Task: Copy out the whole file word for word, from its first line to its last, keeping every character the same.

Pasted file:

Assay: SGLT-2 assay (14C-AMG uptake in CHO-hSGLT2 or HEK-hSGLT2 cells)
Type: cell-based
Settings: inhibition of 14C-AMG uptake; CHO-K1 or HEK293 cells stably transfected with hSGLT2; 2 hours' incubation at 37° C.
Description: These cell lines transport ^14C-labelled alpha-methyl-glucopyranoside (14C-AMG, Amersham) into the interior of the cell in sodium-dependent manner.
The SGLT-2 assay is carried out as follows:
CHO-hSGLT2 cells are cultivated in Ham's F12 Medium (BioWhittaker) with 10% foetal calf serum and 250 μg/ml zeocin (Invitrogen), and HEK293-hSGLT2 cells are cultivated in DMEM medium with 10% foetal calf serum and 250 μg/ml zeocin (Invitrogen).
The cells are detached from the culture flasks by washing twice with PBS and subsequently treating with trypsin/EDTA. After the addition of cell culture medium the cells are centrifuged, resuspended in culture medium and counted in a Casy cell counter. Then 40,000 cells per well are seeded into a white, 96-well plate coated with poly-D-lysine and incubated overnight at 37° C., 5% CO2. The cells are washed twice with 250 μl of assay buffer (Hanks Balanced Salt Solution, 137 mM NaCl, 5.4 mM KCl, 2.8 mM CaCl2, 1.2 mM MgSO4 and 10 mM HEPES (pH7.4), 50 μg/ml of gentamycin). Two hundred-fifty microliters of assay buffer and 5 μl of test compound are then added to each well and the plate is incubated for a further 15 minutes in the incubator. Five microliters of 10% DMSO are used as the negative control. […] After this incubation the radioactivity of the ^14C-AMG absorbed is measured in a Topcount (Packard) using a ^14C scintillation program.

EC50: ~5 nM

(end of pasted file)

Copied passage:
Assay: SGLT-2 assay (14C-AMG uptake in CHO-hSGLT2 or HEK-hSGLT2 cells)
Type: cell-based
Settings: inhibition of 14C-AMG uptake; CHO-K1 or HEK293 cells stably transfected with hSGLT2; 2 hours' incubation at 37° C.
Description: These cell lines transport ^14C-labelled alpha-methyl-glucopyranoside (14C-AMG, Amersham) into the interior of the cell in sodium-dependent manner.
The SGLT-2 assay is carried out as follows:
CHO-hSGLT2 cells are cultivated in Ham's F12 Medium (BioWhittaker) with 10% foetal calf serum and 250 μg/ml zeocin (Invitrogen), and HEK293-hSGLT2 cells are cultivated in DMEM medium with 10% foetal calf serum and 250 μg/ml zeocin (Invitrogen).
The cells are detached from the culture flasks by washing twice with PBS and subsequently treating with trypsin/EDTA. After the addition of cell culture medium the cells are centrifuged, resuspended in culture medium and counted in a Casy cell counter. Then 40,000 cells per well are seeded into a white, 96-well plate coated with poly-D-lysine and incubated overnight at 37° C., 5% CO2. The cells are washed twice with 250 μl of assay buffer (Hanks Balanced Salt Solution, 137 mM NaCl, 5.4 mM KCl, 2.8 mM CaCl2, 1.2 mM MgSO4 and 10 mM HEPES (pH7.4), 50 μg/ml of gentamycin). Two hundred-fifty microliters of assay buffer and 5 μl of test compound are then added to each well and the plate is incubated for a further 15 minutes in the incubator. Five microliters of 10% DMSO are used as the negative control. […] After this incubation the radioactivity of the ^14C-AMG absorbed is measured in a Topcount (Packard) using a ^14C scintillation program.

EC50: ~5 nM